Question

Dear Rebbetzin,

I have recently started a journey of learning and growing in my Judaism. I find that I am very inspired by the way of life that the Torah illuminates. However, I find myself being rather stifled at the possibility of living a lifestyle that is so rigid and law regulated. I am a person who prides myself in being eccentric and a non-conformist, I am afraid if I become religious I will lose my sense of individuality and will feel overly restricted.

Answer 

Dear Anonymous,

Firstly, I would like to commend you for your openness and honesty. It sounds to me as though you enjoy being free-spirited and that you are concerned that becoming more observant implies that you will limit yourself.

I would like to give you a very simple analogy which may help illustrate that the guidelines and boundaries of the Torah are freeing, enriching and empowering rather than stifling.

I was recently watching two of my kids having a jumping session on our trampoline as they were bouncing, flipping and shrieking with glee it was obvious that they felt tremendous freedom and exhilaration. I understood in that moment why a trampoline is such an incredible outlet: it allows kids to feel as though they are defying gravity in a safe and contained space provided that it has a safety net. In fact, before purchasing a trampoline I researched the benefits and learned that the highest accident rate is on trampolines that do not have a safety net. It then occurred to me how life is truly a magnificent gift from G-d however, just like the manufacturer advises against using a trampoline without the safety net, G-d gave us the Torah as a guideline to how to truly live life to the fullest.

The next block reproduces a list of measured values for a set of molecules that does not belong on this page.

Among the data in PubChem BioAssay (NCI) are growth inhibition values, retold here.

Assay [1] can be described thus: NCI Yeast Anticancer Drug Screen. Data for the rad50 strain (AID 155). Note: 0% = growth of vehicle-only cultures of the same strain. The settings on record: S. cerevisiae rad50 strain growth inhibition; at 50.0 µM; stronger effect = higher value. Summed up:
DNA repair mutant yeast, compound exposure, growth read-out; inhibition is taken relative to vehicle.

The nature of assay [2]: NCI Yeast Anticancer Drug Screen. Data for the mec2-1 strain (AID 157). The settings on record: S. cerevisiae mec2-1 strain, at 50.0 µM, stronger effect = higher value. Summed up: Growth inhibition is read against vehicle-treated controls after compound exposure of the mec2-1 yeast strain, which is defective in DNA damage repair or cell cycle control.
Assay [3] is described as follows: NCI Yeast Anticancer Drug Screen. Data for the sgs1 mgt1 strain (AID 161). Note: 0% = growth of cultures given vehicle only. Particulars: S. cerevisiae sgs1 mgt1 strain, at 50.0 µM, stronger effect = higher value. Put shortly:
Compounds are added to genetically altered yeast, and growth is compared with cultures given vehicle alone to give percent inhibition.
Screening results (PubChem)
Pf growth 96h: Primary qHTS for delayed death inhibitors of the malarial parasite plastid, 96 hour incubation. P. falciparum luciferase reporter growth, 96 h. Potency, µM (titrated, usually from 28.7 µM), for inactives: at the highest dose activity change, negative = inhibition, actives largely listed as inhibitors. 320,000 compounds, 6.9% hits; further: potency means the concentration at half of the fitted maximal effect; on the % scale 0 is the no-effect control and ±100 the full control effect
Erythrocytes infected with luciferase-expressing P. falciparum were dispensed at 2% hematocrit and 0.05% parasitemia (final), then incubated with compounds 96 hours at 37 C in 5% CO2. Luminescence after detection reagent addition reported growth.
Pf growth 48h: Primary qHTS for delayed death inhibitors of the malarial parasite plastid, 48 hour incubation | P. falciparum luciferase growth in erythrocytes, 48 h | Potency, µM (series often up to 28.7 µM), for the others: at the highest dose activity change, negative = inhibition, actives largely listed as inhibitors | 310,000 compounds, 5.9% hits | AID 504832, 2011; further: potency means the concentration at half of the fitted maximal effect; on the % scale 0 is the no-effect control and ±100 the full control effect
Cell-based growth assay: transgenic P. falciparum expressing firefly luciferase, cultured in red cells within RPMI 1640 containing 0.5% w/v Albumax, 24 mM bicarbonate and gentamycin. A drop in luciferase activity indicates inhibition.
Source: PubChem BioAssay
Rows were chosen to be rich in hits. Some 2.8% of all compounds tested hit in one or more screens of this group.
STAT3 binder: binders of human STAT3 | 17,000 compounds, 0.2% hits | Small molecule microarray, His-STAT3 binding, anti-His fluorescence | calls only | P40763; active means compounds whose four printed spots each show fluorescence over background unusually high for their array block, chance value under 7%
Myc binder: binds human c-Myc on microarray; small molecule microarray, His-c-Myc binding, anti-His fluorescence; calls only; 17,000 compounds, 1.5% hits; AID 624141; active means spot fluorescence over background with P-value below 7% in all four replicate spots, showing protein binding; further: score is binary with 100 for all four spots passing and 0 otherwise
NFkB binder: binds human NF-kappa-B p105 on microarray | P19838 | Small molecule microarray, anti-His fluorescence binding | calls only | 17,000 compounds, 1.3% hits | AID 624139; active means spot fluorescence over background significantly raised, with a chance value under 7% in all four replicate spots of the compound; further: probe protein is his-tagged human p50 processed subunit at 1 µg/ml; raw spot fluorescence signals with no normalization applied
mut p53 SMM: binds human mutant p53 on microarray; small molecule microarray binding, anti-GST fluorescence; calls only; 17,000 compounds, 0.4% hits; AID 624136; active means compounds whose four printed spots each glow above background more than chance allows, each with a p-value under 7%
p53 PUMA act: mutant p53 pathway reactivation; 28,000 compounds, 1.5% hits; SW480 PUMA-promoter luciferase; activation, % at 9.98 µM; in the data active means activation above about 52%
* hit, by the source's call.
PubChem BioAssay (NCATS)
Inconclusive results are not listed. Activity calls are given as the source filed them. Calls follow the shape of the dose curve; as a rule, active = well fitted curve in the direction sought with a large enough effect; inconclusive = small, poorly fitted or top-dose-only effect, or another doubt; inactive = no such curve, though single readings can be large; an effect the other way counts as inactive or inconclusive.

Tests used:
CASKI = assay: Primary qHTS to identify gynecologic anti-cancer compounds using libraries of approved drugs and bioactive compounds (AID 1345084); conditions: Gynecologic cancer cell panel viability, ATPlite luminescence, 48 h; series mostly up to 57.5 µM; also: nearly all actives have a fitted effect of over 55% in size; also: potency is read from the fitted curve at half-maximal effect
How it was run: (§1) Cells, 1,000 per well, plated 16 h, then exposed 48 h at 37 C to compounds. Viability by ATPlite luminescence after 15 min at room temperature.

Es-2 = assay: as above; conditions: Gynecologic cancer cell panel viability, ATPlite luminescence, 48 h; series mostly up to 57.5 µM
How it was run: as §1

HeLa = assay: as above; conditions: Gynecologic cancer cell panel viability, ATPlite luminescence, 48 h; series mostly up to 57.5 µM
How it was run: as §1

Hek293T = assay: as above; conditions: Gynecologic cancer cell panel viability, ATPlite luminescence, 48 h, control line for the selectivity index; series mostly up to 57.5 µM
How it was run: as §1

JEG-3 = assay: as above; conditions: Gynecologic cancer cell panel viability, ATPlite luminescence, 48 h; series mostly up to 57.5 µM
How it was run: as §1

Everything in G-ds creation has the potential to be enjoyed and explored. However, without appropriate boundaries life can be confusing, overwhelming and at times dangerous. The Torah was not given with the intention to ‘cookie-cut’ us. In fact, the study of Torah is the most intellectually stimulating and creative experience that requires a personal and individual approach. Moreover, the more one learns the more one will understand that spirituality in Judaism requires individual self-expression.

In any choice of lifestyle one is automatically viewed in a certain category. You describe yourself as a non-conformist yet even the category of a ‘non-conformist’ has its own connotations and stereotypes. G-d created everyone with unique talents and personalities which is why the observance of Torah and mitzvot has to come from personal introspection and understanding rather than superficial societal norms and values.

From a distance the Mitzvot (commandments) and an observant lifestyle may appear to be stifling, yet when one reaches a depth of understanding how to integrate Torah, it can truly elevate ones experience of life. Remember, that when looking at a trampoline from outside it may look like a cage, but only once you start jumping you will feel like you can fly.

Regards,
Sara

Wed, July 26 2017 3 Av 5777